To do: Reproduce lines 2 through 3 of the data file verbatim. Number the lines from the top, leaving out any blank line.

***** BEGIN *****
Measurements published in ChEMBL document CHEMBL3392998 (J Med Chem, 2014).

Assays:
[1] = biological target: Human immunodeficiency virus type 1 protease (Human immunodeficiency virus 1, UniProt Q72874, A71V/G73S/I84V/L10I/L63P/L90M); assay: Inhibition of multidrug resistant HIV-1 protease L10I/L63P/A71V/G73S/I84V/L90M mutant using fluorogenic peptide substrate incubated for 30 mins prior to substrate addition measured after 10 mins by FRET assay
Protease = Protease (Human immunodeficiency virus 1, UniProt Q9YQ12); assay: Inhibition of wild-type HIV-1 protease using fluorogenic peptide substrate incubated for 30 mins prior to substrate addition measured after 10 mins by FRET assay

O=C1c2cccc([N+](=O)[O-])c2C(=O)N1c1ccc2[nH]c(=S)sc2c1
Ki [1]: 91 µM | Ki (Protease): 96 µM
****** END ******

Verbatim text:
Assays:
[1] = biological target: Human immunodeficiency virus type 1 protease (Human immunodeficiency virus 1, UniProt Q72874, A71V/G73S/I84V/L10I/L63P/L90M); assay: Inhibition of multidrug resistant HIV-1 protease L10I/L63P/A71V/G73S/I84V/L90M mutant using fluorogenic peptide substrate incubated for 30 mins prior to substrate addition measured after 10 mins by FRET assay